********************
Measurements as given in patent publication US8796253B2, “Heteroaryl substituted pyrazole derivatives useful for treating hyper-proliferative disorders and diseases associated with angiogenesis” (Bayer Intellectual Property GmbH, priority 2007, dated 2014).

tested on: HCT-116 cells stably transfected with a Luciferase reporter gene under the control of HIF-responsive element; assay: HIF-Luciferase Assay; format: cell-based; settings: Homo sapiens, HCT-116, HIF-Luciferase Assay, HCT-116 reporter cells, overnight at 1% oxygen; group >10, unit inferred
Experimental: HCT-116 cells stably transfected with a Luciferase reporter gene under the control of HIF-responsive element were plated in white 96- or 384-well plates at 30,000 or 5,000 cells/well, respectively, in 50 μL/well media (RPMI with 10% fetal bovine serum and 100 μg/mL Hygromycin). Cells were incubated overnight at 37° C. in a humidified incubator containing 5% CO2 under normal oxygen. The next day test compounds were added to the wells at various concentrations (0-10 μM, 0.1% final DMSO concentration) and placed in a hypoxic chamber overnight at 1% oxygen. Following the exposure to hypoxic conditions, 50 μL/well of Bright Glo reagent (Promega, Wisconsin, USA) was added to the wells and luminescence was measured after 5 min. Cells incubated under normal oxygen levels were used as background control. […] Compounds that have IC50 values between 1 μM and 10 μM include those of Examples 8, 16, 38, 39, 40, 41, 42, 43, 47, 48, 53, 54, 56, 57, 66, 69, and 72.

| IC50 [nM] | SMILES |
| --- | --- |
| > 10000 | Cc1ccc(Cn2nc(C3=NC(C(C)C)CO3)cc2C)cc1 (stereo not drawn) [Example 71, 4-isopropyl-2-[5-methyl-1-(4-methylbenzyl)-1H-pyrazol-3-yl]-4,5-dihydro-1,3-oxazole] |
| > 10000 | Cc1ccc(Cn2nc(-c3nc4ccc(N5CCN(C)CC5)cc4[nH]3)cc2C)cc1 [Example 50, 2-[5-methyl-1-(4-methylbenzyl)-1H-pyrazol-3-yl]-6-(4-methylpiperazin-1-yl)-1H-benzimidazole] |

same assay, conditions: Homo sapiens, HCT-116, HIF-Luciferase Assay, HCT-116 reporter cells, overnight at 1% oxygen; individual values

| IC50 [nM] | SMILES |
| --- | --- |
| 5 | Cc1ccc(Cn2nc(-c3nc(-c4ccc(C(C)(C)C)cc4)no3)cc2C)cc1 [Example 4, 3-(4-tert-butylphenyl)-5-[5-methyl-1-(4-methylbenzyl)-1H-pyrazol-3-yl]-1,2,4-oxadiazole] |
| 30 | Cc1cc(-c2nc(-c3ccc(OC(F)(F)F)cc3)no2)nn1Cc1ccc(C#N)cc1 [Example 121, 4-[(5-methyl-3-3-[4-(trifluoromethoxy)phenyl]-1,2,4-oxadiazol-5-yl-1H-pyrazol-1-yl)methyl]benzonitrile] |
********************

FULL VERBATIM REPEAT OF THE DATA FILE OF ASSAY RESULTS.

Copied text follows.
Measurements as given in patent publication US8796253B2, “Heteroaryl substituted pyrazole derivatives useful for treating hyper-proliferative disorders and diseases associated with angiogenesis” (Bayer Intellectual Property GmbH, priority 2007, dated 2014).

tested on: HCT-116 cells stably transfected with a Luciferase reporter gene under the control of HIF-responsive element; assay: HIF-Luciferase Assay; format: cell-based; settings: Homo sapiens, HCT-116, HIF-Luciferase Assay, HCT-116 reporter cells, overnight at 1% oxygen; group >10, unit inferred
Experimental: HCT-116 cells stably transfected with a Luciferase reporter gene under the control of HIF-responsive element were plated in white 96- or 384-well plates at 30,000 or 5,000 cells/well, respectively, in 50 μL/well media (RPMI with 10% fetal bovine serum and 100 μg/mL Hygromycin). Cells were incubated overnight at 37° C. in a humidified incubator containing 5% CO2 under normal oxygen. The next day test compounds were added to the wells at various concentrations (0-10 μM, 0.1% final DMSO concentration) and placed in a hypoxic chamber overnight at 1% oxygen. Following the exposure to hypoxic conditions, 50 μL/well of Bright Glo reagent (Promega, Wisconsin, USA) was added to the wells and luminescence was measured after 5 min. Cells incubated under normal oxygen levels were used as background control. […] Compounds that have IC50 values between 1 μM and 10 μM include those of Examples 8, 16, 38, 39, 40, 41, 42, 43, 47, 48, 53, 54, 56, 57, 66, 69, and 72.

| IC50 [nM] | SMILES |
| --- | --- |
| > 10000 | Cc1ccc(Cn2nc(C3=NC(C(C)C)CO3)cc2C)cc1 (stereo not drawn) [Example 71, 4-isopropyl-2-[5-methyl-1-(4-methylbenzyl)-1H-pyrazol-3-yl]-4,5-dihydro-1,3-oxazole] |
| > 10000 | Cc1ccc(Cn2nc(-c3nc4ccc(N5CCN(C)CC5)cc4[nH]3)cc2C)cc1 [Example 50, 2-[5-methyl-1-(4-methylbenzyl)-1H-pyrazol-3-yl]-6-(4-methylpiperazin-1-yl)-1H-benzimidazole] |

same assay, conditions: Homo sapiens, HCT-116, HIF-Luciferase Assay, HCT-116 reporter cells, overnight at 1% oxygen; individual values

| IC50 [nM] | SMILES |
| --- | --- |
| 5 | Cc1ccc(Cn2nc(-c3nc(-c4ccc(C(C)(C)C)cc4)no3)cc2C)cc1 [Example 4, 3-(4-tert-butylphenyl)-5-[5-methyl-1-(4-methylbenzyl)-1H-pyrazol-3-yl]-1,2,4-oxadiazole] |
| 30 | Cc1cc(-c2nc(-c3ccc(OC(F)(F)F)cc3)no2)nn1Cc1ccc(C#N)cc1 [Example 121, 4-[(5-methyl-3-3-[4-(trifluoromethoxy)phenyl]-1,2,4-oxadiazol-5-yl-1H-pyrazol-1-yl)methyl]benzonitrile] |